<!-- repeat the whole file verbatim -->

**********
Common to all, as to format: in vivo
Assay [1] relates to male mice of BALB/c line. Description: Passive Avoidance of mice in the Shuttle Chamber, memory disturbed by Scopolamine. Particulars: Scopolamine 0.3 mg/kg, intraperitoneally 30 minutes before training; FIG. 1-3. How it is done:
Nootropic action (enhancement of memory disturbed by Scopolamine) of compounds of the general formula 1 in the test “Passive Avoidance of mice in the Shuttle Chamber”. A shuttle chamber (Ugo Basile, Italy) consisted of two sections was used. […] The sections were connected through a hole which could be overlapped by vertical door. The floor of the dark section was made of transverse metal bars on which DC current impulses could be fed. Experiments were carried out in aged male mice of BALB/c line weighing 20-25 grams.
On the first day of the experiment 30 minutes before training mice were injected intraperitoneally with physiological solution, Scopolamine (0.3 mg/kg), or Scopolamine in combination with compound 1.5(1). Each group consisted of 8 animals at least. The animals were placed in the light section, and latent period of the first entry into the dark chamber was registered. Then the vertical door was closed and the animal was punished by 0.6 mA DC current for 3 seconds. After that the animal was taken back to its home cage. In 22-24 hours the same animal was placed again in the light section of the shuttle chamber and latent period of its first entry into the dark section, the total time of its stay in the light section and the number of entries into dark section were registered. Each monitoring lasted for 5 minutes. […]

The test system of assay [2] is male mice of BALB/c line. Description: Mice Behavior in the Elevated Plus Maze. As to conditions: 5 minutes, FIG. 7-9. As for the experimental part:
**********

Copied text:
Common to all, as to format: in vivo
Assay [1] relates to male mice of BALB/c line. Description: Passive Avoidance of mice in the Shuttle Chamber, memory disturbed by Scopolamine. Particulars: Scopolamine 0.3 mg/kg, intraperitoneally 30 minutes before training; FIG. 1-3. How it is done:
Nootropic action (enhancement of memory disturbed by Scopolamine) of compounds of the general formula 1 in the test “Passive Avoidance of mice in the Shuttle Chamber”. A shuttle chamber (Ugo Basile, Italy) consisted of two sections was used. […] The sections were connected through a hole which could be overlapped by vertical door. The floor of the dark section was made of transverse metal bars on which DC current impulses could be fed. Experiments were carried out in aged male mice of BALB/c line weighing 20-25 grams.
On the first day of the experiment 30 minutes before training mice were injected intraperitoneally with physiological solution, Scopolamine (0.3 mg/kg), or Scopolamine in combination with compound 1.5(1). Each group consisted of 8 animals at least. The animals were placed in the light section, and latent period of the first entry into the dark chamber was registered. Then the vertical door was closed and the animal was punished by 0.6 mA DC current for 3 seconds. After that the animal was taken back to its home cage. In 22-24 hours the same animal was placed again in the light section of the shuttle chamber and latent period of its first entry into the dark section, the total time of its stay in the light section and the number of entries into dark section were registered. Each monitoring lasted for 5 minutes. […]

The test system of assay [2] is male mice of BALB/c line. Description: Mice Behavior in the Elevated Plus Maze. As to conditions: 5 minutes, FIG. 7-9. As for the experimental part: